Obama discusses education, jobs

President Barack Obama gave his speech at the Democratic National Convention Sept. 6, accepting the nomination to run for a second term.

This year’s DNC took place in Charlotte, NC., beginning the week of Sept. 3 and concluding on the day of the president’s speech. Obama told his listeners that the opposing party wants “your vote, but they don’t want you to know their plan.”

He then went on to explain his own plan for the nation if he is elected president once again.

The first topic Obama addressed was manufacturing. He said he will sign for more trade goods that are made in America and reward those companies who provide more jobs for American citizens. His plan is to create one million new jobs in the next four years, as well as to double exports in even less time than that.

On the topic of energy, Obama talked about our nation becoming less dependent on foreign oil than we have been at any point in time over the last two decades. He plans to cut net oil imports in half. Obama also spoke a little on the concern about the environment by stating, “climate change is a threat” to our future generations.

“I am planning to help support about 600,000 natural gas jobs within the next ten years,” he said.

On the issue of national security, Obama spoke about ending the war in Afghanistan and using that money to better our nation.

When it comes to social security, the president said that he plans to strengthen it, as opposed to turning it over to Wall Street.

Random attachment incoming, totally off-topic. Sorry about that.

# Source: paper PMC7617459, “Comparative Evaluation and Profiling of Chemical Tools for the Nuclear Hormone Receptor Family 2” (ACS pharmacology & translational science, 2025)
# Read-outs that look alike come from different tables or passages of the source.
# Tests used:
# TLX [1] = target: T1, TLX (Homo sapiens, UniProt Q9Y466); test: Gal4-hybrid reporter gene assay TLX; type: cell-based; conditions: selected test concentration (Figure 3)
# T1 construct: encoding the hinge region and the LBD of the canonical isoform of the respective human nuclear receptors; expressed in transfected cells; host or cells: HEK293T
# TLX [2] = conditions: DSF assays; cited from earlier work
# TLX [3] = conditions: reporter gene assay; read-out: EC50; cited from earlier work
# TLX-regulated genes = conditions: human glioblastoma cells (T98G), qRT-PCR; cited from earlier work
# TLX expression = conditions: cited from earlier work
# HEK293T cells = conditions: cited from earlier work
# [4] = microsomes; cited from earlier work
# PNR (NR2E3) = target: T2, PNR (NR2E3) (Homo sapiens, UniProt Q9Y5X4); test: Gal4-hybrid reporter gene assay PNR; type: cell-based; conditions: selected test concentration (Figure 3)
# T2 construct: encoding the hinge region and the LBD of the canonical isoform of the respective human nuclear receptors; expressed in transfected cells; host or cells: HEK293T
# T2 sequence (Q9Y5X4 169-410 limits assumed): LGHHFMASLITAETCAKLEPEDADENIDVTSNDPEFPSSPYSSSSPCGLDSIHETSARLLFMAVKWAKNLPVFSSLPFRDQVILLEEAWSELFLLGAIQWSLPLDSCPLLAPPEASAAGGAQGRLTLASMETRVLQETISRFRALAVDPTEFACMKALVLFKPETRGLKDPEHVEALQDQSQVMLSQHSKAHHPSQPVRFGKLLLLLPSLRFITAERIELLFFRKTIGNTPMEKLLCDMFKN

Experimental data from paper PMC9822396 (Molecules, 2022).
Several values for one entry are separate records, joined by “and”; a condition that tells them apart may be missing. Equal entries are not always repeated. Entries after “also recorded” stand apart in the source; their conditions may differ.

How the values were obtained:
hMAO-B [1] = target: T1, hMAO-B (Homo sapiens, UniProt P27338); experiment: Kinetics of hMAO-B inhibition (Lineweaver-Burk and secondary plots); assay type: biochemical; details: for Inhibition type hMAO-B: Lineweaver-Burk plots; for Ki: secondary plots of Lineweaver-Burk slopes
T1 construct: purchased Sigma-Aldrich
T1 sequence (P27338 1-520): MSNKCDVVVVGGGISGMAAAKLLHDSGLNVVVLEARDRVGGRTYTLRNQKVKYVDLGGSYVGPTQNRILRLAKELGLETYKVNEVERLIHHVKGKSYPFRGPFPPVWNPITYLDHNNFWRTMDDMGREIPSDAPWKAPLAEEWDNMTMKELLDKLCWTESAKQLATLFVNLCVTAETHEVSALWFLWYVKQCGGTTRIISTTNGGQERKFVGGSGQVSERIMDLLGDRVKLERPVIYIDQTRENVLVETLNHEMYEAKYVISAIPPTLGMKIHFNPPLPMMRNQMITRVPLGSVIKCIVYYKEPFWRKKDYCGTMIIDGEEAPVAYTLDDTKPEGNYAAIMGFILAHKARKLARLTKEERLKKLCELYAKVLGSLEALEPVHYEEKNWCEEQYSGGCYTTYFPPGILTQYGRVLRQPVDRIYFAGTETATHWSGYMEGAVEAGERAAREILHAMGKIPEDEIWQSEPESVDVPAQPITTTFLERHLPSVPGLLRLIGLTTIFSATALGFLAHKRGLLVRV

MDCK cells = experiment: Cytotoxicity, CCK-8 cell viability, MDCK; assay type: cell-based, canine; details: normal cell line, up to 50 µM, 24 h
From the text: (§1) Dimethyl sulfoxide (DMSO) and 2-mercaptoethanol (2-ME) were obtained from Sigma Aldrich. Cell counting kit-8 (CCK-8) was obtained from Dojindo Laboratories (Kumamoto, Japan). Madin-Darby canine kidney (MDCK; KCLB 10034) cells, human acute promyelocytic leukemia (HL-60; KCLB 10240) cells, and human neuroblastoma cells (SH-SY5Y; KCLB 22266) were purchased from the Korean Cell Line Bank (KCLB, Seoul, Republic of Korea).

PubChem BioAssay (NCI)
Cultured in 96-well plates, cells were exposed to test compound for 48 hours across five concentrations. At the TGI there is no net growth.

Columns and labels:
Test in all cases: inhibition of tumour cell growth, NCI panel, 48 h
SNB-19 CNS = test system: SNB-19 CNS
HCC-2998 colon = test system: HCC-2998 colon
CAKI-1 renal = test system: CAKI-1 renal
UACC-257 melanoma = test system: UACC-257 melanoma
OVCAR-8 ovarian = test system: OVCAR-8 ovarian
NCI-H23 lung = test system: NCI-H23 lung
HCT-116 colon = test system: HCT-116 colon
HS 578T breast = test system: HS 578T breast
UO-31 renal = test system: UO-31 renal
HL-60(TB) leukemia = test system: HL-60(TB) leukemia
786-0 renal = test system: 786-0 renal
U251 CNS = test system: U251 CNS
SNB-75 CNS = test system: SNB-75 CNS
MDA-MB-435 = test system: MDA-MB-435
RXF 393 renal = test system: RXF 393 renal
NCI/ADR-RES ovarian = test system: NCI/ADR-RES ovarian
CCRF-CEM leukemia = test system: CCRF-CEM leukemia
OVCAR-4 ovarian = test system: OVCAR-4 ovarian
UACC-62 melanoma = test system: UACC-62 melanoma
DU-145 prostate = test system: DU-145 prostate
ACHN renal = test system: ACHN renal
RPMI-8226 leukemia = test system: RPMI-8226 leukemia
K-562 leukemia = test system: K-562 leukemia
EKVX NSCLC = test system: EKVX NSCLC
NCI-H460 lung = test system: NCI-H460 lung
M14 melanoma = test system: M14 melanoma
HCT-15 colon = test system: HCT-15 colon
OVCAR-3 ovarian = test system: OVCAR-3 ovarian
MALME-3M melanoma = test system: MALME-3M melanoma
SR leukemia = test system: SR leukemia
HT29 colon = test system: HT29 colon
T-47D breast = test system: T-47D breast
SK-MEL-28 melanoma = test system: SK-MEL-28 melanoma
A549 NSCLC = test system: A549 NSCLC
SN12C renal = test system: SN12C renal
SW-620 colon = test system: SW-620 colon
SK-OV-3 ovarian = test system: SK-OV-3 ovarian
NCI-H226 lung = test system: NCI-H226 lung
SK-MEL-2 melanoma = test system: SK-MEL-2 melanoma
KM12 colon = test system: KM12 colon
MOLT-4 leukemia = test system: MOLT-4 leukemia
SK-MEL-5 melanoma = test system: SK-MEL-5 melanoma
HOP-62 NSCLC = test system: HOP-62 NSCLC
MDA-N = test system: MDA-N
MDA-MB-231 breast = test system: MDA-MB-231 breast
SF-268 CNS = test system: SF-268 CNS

Obama also said that there will be no bailouts for banks that break the rules. Additionally, he discussed his plan to reduce the deficit by over $4 trillion in the next 10 years.

When it comes to education, which Obama referred to as the “gateway,” he said he will reduce the growth of college tuition by half within a decade. He is also planning to hire around 100,000 math and science teachers around the country. The president also mentioned training millions of workers for jobs at community colleges.

Eastern Michigan University freshman James Williams said he thinks
that Obama is more for helping college students than Mitt Romney. Williams will be voting for the first time this election and said that being a new college student has made him more aware of the issues and promises that take place during election time.

“I feel it is important to vote because we have the power to pick a leader who can make our lives better,” Williams said.

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